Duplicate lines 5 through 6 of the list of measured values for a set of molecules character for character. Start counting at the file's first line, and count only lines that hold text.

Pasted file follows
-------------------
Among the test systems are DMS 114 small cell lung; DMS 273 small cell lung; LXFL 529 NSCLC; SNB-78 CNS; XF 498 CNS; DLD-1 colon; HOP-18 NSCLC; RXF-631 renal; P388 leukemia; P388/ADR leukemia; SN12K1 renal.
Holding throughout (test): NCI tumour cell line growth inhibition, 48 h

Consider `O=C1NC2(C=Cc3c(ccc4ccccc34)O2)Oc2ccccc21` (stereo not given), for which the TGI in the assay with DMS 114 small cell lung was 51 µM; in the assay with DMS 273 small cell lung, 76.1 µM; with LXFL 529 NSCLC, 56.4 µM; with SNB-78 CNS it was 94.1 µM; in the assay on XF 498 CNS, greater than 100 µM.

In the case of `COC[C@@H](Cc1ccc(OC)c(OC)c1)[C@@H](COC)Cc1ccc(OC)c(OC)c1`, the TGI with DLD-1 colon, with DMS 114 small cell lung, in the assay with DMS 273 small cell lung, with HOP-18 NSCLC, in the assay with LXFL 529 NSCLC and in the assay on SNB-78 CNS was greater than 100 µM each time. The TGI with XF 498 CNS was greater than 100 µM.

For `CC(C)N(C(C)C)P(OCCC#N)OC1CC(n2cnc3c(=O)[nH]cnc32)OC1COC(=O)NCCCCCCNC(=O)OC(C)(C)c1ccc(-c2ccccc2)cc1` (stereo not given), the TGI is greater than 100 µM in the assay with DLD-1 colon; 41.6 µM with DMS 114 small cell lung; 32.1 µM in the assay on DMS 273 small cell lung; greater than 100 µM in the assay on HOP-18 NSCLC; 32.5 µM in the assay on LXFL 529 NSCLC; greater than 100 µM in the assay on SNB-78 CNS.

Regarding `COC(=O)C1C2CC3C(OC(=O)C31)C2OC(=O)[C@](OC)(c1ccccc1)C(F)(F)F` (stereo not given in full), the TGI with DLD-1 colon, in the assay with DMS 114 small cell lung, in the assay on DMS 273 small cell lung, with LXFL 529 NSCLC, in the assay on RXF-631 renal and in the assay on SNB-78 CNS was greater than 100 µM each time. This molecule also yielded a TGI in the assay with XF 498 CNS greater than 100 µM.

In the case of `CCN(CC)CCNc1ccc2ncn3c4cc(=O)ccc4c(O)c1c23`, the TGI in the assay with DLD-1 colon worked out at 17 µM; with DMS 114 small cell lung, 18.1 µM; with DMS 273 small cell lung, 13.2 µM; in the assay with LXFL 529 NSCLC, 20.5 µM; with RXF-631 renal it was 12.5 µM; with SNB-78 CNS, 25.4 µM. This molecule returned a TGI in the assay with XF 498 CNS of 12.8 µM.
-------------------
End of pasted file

For `CC(C)N(C(C)C)P(OCCC#N)OC1CC(n2cnc3c(=O)[nH]cnc32)OC1COC(=O)NCCCCCCNC(=O)OC(C)(C)c1ccc(-c2ccccc2)cc1` (stereo not given), the TGI is greater than 100 µM in the assay with DLD-1 colon; 41.6 µM with DMS 114 small cell lung; 32.1 µM in the assay on DMS 273 small cell lung; greater than 100 µM in the assay on HOP-18 NSCLC; 32.5 µM in the assay on LXFL 529 NSCLC; greater than 100 µM in the assay on SNB-78 CNS.

Regarding `COC(=O)C1C2CC3C(OC(=O)C31)C2OC(=O)[C@](OC)(c1ccccc1)C(F)(F)F` (stereo not given in full), the TGI with DLD-1 colon, in the assay with DMS 114 small cell lung, in the assay on DMS 273 small cell lung, with LXFL 529 NSCLC, in the assay on RXF-631 renal and in the assay on SNB-78 CNS was greater than 100 µM each time. This molecule also yielded a TGI in the assay with XF 498 CNS greater than 100 µM.